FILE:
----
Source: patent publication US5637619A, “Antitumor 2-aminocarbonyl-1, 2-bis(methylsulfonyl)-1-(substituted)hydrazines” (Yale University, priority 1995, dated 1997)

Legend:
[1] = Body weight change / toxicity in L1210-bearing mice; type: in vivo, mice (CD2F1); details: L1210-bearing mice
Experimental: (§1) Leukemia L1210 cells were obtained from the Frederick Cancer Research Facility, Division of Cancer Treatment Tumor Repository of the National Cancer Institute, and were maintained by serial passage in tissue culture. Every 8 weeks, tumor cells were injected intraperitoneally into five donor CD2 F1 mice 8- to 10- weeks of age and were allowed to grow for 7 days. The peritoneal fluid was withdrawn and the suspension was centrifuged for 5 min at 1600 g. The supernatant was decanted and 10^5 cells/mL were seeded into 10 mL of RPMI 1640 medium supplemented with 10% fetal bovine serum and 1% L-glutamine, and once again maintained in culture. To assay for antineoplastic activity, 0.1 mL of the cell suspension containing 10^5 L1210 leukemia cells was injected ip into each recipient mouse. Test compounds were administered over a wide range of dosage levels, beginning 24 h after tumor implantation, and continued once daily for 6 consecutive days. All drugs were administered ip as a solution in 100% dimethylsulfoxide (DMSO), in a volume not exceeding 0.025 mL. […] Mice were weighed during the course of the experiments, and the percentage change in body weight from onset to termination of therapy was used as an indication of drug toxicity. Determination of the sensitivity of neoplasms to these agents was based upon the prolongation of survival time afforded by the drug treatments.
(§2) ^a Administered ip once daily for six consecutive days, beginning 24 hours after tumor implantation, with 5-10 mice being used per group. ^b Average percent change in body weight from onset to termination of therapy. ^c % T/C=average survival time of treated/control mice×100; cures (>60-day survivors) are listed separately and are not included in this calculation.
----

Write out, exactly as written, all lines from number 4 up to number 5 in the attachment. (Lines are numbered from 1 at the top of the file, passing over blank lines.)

Experimental: (§1) Leukemia L1210 cells were obtained from the Frederick Cancer Research Facility, Division of Cancer Treatment Tumor Repository of the National Cancer Institute, and were maintained by serial passage in tissue culture. Every 8 weeks, tumor cells were injected intraperitoneally into five donor CD2 F1 mice 8- to 10- weeks of age and were allowed to grow for 7 days. The peritoneal fluid was withdrawn and the suspension was centrifuged for 5 min at 1600 g. The supernatant was decanted and 10^5 cells/mL were seeded into 10 mL of RPMI 1640 medium supplemented with 10% fetal bovine serum and 1% L-glutamine, and once again maintained in culture. To assay for antineoplastic activity, 0.1 mL of the cell suspension containing 10^5 L1210 leukemia cells was injected ip into each recipient mouse. Test compounds were administered over a wide range of dosage levels, beginning 24 h after tumor implantation, and continued once daily for 6 consecutive days. All drugs were administered ip as a solution in 100% dimethylsulfoxide (DMSO), in a volume not exceeding 0.025 mL. […] Mice were weighed during the course of the experiments, and the percentage change in body weight from onset to termination of therapy was used as an indication of drug toxicity. Determination of the sensitivity of neoplasms to these agents was based upon the prolongation of survival time afforded by the drug treatments.
(§2) ^a Administered ip once daily for six consecutive days, beginning 24 hours after tumor implantation, with 5-10 mice being used per group. ^b Average percent change in body weight from onset to termination of therapy. ^c % T/C=average survival time of treated/control mice×100; cures (>60-day survivors) are listed separately and are not included in this calculation.